This weekend will present recent thinking on the origins of crucks, where and why they were used, in what types and dates of building they were employed and by what social groups, and what factors have led to their survival in particular places.
This, the last in the annual series of chronologically arranged weekends on Places of Worship in Britain and Ireland, will look at the contemporary scene.
Concentrating on mainland Europe, we will focus on examples that illustrate key stages of architectural development between the 4th and 15th centuries.
The idea of 'home' as a place of refuge was created by the Victorian middle classes - beneficiaries of industrialisation who left city centres for congenial suburbs, where they occupied themselves with genteel pursuits such as music, painting, gardening.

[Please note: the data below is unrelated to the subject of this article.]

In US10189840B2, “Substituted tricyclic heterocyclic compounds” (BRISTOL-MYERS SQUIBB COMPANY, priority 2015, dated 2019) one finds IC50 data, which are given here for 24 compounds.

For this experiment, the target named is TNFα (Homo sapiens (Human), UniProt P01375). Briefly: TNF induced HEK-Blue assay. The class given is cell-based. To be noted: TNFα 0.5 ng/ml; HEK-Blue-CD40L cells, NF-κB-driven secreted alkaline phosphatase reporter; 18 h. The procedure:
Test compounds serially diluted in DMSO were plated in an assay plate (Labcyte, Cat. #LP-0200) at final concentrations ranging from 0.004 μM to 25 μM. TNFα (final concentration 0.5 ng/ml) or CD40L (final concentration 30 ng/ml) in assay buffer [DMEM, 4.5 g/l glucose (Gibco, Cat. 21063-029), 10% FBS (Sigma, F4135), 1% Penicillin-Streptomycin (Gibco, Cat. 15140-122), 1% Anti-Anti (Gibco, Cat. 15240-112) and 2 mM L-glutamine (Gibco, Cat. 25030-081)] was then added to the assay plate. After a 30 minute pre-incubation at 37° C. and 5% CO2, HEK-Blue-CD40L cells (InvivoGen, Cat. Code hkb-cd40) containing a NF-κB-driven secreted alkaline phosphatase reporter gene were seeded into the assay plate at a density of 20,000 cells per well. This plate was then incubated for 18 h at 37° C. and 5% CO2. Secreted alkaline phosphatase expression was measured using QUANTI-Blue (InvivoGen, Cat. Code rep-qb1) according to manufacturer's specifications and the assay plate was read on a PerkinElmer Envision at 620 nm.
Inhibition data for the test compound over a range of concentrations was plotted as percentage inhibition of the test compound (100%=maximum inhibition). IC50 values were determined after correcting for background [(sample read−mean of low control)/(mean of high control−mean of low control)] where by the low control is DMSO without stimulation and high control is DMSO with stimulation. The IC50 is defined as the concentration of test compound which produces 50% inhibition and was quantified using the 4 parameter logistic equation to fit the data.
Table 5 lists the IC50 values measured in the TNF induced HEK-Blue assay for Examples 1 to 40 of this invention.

Most people associate British architecture of the first half of the eighteenth century with the Palladian revival promoted by Lord Burlington and Colen Campbell and with buildings such as Chiswick House or the York Assembly Rooms.
17th Century gardens were not only designed to delight and entertain, but also to foster intellectual activity ranging from quiet Puritan contemplation to cutting-edge scientific enquiry.
An exploration of major new discoveries at the site of one of the great royal monasteries of twelfth-century England, presented by the leading experts.
This weekend will explore the English Chapel Royal from Henry III to James II - the institution, the buildings, worship and music. Architectural historians and musicologists will share their expertise in discussing the same buildings.